My guess is that a lot of the interesting sentence construction in Indian English can be explained by the structure of Hindi and other Indian languages.  Father once gave me a very convincing and nuanced explanation of why we use the word “only” in very funny ways, but unfortunately I can’t remember any of his argument right now!  But sleeping, for instance, isn’t something one does in Hindi.  “Mujhe neend nahi aa rahi”, which means “I am not sleepy”, is literally translated as “sleep is not coming to me”. So sleep is more like a condition, and hence one “has” sleep.  Similarly, even though one could say “Meing bhooka hoon” for “I am hungry”, a much more common phrase is “mujhe bhook lag rahi hai”, which literally translates to “I am feeling hunger”.  I have often wondered if this way of constructing sentences, in which the subject is more passive than in American English, is a cause or consequence of the generally higher level of laziness (I think it’s neither – just coincidence).  But language does, to an extent, affect how we think.  And now that my blogging toes have touched the water of substance, it’s time to take rest.  Goodnight.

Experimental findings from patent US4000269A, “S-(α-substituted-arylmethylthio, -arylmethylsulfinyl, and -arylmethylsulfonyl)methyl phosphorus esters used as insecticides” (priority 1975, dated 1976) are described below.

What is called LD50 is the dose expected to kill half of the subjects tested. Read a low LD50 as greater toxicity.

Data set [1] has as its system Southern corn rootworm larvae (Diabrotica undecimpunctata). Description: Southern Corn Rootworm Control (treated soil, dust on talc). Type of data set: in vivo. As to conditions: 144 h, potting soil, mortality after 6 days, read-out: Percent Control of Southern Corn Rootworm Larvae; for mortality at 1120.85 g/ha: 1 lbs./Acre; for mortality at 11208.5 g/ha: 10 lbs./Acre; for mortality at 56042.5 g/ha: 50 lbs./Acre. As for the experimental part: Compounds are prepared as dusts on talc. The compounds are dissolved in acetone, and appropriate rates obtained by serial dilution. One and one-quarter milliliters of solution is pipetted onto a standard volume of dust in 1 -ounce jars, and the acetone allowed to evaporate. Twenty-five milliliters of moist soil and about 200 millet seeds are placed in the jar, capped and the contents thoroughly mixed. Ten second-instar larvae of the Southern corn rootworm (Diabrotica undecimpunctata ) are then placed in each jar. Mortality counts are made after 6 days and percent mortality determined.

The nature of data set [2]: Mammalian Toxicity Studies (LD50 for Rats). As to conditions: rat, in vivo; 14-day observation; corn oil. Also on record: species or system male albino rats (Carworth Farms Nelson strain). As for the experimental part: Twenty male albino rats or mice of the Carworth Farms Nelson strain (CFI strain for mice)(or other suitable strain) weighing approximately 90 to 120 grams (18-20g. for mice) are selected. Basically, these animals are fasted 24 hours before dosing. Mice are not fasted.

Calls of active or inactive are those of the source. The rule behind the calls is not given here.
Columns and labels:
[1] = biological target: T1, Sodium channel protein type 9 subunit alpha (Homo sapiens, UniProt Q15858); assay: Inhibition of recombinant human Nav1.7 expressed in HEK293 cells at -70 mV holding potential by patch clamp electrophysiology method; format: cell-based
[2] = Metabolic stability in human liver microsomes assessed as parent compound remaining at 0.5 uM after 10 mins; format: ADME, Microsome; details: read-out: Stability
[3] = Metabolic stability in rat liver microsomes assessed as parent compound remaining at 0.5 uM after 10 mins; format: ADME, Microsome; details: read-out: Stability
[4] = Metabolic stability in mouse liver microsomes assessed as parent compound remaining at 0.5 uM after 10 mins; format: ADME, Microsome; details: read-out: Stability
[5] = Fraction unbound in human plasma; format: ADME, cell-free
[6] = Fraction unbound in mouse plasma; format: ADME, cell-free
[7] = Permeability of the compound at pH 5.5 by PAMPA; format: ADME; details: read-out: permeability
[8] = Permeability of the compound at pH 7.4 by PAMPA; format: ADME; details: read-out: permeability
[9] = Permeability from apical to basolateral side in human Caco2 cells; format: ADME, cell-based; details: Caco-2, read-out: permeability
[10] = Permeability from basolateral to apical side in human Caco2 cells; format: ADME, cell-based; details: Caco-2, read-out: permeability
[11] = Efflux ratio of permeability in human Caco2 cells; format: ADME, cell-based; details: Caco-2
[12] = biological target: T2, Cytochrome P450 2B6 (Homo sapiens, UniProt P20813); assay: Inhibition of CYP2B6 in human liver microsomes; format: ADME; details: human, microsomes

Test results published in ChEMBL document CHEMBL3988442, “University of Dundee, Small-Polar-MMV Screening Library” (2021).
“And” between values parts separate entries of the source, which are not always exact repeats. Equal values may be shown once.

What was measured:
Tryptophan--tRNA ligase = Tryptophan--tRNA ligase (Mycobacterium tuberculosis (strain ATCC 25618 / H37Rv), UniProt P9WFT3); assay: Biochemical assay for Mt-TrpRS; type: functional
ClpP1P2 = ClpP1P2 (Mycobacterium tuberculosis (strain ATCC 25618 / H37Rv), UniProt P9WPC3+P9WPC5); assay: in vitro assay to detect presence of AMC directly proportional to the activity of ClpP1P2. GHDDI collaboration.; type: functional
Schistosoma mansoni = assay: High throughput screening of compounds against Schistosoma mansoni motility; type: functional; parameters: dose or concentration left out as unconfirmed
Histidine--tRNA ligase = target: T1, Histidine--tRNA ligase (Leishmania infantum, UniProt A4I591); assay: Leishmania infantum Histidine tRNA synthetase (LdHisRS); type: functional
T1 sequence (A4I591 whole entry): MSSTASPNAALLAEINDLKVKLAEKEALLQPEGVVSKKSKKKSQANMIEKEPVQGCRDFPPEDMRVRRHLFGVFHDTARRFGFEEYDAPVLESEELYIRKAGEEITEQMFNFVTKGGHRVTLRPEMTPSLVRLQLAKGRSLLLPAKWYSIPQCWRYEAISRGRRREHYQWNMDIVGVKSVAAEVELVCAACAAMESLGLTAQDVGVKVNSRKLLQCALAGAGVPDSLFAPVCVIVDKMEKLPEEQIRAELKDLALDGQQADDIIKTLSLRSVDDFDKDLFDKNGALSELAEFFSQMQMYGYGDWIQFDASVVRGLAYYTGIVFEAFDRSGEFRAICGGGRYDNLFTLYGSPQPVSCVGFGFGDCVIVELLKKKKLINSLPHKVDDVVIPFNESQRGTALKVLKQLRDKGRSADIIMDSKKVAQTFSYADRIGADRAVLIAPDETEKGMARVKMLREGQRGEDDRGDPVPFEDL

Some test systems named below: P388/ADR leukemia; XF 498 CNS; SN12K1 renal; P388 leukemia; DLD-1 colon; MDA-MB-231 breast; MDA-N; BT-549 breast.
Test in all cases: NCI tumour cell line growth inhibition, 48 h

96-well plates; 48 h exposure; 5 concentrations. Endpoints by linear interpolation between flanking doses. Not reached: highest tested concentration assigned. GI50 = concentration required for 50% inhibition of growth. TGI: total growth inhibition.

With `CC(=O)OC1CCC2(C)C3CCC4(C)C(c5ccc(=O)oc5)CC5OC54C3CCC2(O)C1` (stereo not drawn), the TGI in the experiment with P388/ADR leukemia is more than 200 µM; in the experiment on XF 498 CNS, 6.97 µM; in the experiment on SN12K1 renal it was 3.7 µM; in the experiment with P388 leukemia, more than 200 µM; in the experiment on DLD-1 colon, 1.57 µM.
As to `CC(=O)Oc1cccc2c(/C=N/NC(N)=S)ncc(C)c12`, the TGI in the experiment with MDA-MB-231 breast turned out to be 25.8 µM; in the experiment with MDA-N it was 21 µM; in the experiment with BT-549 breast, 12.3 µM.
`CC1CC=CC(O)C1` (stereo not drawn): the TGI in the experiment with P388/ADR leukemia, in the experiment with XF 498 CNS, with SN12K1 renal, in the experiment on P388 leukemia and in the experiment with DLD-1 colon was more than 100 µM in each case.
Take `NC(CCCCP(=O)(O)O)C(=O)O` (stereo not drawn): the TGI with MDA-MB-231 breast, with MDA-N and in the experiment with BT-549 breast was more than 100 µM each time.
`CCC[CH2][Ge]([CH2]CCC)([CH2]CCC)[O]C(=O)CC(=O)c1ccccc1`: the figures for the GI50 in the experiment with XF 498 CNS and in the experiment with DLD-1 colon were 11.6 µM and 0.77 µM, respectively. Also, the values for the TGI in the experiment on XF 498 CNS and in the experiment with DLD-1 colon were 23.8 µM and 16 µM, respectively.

Does skin colour predict success in the entertainment industry?

Of late, I have been daydreaming about bizarre studies I would like to see the data and/or results of.  This, I believe, has been a function of three things:

1. Jetlag.  Kabcity recently returned from a lovely two week vacation in the US of A, which has been doing annoying things to his body clock (and yes Kabcity does occasionally enjoy referring to himself in the third person…don’t worry he won’t make it a habit)

2. My office moving from a location within walking distance to an area that’s a 20-minute auto ride away, allowing ample daily time for mind-wandering

3. Reading More Than Good Intentions and Poor Economics, both of which are about quantitative evaluations/studies of development projects